Grauer: Times should endorse candidates |

Grauer: Times should endorse candidates

Letter to the editor
Letter to the editor

Now that the Aspen Daily News has stepped up to its election duties of informing, analyzing, and making endorsements, it’s time for The Aspen Times to meet its reader responsibilities, as well.

The Aspen Times editor, Don Rogers, called a time out during the last, super-heated sheriff’s race (and all the others), apparently worried about losing readers by the paper supporting either candidate. He cited other newspapers making the same decision and given the perilous state of print journalism, with some justification.

Now is the right race and the right time to jump back in. This election’s impact is much greater than deciding the top county cop. The Aspen mayor and two council members will have considerable sway over a much greater range of policy, including policing. Those policies quite often roll down-valley to Snowmass Village and Basalt.

Rogers’ random observations this week about elections and candidates, in general, was a poor substitute for the hard work of an editorial board parsing the political issues and the candidates’ positions for its readers. 

Some critics are saying that this is just another journalism cop-out by The Times’ new owners, Ogden Newspapers Inc., gutting the paper’s editorial independence.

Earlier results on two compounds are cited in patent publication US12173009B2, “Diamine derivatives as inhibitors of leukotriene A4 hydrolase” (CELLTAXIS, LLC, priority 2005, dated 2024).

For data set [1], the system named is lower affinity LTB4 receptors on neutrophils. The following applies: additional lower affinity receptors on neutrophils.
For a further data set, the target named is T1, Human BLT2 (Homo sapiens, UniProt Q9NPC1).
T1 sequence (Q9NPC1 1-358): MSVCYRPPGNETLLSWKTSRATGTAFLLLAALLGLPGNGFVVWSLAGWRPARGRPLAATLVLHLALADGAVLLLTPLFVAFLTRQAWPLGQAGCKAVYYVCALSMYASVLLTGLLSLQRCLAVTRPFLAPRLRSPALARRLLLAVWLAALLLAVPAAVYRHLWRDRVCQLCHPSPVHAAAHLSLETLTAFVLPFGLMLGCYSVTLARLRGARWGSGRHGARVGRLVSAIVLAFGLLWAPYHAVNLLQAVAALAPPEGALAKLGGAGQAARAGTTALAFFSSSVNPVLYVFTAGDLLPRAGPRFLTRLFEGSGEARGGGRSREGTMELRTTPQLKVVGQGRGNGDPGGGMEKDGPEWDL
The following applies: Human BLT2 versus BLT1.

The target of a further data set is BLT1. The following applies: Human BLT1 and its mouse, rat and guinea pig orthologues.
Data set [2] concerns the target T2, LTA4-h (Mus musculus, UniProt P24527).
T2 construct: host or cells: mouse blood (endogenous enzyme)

In other editorial areas, however, Rogers has shown some fortitude. He laid out a comprehensive opinion policy, requiring that alleged facts and claims actually be truthful and verifiable. (“What is yours and what is ours in commentary.”) 

Announcing a uniform and clear opinion writer policy is now incumbent on the Daily’s editor, Andre Salvail, to meet his readers’ expectations. Does a fact have to be a fact, or can it be an “alternative fact”? 

Rogers even invited criticism and backed that up by publishing my criticism of his and the Aspen Times Publisher, Allison Pattillo’s, past claims. (“Grauer: Kicking another horse,” Feb. 25)

Bernard Grauer


Editor’s note: Ogden newspapers each make their own decisions about endorsing candidates. The Times likely will resume the practice after forming a community editorial board.